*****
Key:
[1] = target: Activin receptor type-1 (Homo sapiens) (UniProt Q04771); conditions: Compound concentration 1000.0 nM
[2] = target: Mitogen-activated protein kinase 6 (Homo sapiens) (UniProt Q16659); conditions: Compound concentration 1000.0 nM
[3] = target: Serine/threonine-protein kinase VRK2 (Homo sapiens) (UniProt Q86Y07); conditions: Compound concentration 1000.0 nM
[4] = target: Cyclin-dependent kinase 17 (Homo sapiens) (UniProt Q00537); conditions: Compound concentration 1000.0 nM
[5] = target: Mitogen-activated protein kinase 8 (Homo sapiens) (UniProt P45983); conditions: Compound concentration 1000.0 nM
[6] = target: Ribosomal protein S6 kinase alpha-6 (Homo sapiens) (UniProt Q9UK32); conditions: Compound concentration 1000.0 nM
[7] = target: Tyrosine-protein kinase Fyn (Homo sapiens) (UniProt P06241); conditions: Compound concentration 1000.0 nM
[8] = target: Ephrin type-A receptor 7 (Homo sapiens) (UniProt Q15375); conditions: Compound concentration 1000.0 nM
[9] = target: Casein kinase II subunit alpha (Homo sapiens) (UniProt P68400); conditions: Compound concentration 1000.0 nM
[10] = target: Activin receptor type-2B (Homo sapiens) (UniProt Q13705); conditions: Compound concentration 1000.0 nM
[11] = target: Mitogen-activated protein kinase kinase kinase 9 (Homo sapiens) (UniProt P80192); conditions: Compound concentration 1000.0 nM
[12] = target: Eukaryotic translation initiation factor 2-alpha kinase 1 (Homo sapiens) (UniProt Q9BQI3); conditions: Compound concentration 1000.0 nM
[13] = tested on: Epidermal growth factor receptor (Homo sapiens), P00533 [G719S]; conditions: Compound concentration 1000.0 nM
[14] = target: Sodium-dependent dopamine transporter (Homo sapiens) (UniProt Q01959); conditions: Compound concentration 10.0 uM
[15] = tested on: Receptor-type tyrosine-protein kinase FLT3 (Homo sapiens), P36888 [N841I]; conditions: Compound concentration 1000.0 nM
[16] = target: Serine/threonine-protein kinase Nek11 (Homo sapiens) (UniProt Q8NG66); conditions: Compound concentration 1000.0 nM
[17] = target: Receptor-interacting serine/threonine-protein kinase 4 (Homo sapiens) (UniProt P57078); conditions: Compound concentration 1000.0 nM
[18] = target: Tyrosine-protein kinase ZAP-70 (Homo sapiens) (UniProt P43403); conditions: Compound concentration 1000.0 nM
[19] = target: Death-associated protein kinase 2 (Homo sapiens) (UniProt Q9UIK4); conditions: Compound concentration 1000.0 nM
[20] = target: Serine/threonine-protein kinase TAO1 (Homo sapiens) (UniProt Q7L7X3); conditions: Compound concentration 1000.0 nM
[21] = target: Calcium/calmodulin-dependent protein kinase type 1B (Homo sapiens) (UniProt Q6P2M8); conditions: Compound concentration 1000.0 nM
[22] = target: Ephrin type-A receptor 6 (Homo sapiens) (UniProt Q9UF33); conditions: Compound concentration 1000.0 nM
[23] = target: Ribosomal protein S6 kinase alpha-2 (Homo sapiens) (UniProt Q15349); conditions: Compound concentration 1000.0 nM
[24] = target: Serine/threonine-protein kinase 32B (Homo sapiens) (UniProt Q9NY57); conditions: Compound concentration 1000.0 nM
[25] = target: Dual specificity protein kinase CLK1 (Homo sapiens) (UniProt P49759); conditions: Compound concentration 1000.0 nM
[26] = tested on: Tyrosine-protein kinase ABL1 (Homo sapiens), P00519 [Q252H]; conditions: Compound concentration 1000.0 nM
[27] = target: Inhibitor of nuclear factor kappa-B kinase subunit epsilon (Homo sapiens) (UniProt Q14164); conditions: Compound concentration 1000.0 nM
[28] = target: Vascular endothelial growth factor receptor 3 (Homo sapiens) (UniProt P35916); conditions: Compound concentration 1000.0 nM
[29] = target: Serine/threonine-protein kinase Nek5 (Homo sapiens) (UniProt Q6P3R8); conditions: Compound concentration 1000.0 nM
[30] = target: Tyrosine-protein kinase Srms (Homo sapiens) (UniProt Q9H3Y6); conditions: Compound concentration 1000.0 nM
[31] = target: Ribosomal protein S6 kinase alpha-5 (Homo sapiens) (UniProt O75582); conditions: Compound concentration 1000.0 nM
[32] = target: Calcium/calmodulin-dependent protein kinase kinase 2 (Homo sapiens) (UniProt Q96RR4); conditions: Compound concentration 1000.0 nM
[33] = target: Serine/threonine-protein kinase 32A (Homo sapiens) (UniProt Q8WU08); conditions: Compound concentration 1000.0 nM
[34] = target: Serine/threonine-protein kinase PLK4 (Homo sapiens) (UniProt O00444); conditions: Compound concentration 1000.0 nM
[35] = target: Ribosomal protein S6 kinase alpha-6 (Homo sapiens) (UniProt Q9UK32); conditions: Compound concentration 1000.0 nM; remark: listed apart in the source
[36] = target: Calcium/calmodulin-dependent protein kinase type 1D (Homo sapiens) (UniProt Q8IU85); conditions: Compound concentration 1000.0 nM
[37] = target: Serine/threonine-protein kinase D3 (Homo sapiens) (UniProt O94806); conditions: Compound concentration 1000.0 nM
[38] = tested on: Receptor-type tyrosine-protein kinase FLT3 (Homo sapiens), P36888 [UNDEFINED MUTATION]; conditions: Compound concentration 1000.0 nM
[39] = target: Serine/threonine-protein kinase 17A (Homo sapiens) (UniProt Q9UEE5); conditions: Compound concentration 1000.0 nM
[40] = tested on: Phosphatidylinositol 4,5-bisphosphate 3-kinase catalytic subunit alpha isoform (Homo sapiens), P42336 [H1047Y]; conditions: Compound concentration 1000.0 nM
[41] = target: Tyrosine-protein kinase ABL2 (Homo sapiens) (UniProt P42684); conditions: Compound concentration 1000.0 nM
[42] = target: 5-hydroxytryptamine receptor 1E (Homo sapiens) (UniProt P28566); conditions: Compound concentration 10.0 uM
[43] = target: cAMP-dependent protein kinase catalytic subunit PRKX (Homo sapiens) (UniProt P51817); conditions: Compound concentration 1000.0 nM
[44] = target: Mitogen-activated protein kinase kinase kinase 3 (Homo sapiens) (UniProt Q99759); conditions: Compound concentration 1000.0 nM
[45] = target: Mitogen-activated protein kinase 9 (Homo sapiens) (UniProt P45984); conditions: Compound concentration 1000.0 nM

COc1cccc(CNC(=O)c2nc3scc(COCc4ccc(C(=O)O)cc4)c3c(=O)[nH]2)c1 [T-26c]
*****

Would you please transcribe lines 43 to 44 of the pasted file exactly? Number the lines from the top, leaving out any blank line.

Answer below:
[42] = target: 5-hydroxytryptamine receptor 1E (Homo sapiens) (UniProt P28566); conditions: Compound concentration 10.0 uM
[43] = target: cAMP-dependent protein kinase catalytic subunit PRKX (Homo sapiens) (UniProt P51817); conditions: Compound concentration 1000.0 nM